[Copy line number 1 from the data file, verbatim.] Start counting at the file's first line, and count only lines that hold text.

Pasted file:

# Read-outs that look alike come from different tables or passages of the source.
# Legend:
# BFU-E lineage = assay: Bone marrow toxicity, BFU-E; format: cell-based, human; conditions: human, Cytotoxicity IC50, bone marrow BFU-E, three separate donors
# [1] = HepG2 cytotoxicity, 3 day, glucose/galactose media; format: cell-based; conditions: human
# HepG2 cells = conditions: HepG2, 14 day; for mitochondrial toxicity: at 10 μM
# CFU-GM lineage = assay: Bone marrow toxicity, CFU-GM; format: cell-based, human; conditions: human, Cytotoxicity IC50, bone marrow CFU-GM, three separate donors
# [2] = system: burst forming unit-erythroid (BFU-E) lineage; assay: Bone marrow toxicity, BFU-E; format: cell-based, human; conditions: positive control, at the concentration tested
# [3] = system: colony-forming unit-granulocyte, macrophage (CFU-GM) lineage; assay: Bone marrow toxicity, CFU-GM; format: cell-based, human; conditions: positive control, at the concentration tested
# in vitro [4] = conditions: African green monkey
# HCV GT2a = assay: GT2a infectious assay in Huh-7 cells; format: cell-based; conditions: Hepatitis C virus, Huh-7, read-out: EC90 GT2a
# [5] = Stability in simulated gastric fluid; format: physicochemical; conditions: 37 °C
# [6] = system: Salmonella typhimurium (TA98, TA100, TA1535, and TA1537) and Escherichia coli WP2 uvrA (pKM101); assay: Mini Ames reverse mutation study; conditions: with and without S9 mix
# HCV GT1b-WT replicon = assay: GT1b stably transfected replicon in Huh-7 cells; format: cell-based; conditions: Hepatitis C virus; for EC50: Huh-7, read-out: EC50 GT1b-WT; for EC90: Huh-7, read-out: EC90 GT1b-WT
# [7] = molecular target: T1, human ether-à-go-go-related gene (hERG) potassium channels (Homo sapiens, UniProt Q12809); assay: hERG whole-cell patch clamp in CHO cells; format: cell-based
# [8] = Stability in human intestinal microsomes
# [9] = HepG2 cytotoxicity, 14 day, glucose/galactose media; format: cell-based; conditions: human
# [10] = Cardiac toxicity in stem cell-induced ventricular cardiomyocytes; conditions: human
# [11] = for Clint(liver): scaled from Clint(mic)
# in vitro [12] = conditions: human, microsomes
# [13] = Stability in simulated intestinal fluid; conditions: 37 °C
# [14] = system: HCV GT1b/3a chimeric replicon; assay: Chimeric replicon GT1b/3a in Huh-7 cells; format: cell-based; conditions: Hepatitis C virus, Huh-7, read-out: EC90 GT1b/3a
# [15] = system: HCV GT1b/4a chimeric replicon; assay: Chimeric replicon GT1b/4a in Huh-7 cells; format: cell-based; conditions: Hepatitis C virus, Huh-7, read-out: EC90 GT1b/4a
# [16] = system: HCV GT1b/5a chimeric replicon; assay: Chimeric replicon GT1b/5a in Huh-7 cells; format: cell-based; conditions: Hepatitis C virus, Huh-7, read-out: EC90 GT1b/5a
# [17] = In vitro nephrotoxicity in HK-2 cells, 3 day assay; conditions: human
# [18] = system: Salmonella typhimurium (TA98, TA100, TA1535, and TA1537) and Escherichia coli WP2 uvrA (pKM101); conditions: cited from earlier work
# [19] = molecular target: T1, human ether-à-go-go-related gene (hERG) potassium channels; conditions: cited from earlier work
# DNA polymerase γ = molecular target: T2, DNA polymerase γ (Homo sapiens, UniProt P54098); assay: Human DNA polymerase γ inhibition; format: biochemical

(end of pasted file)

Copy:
# Read-outs that look alike come from different tables or passages of the source.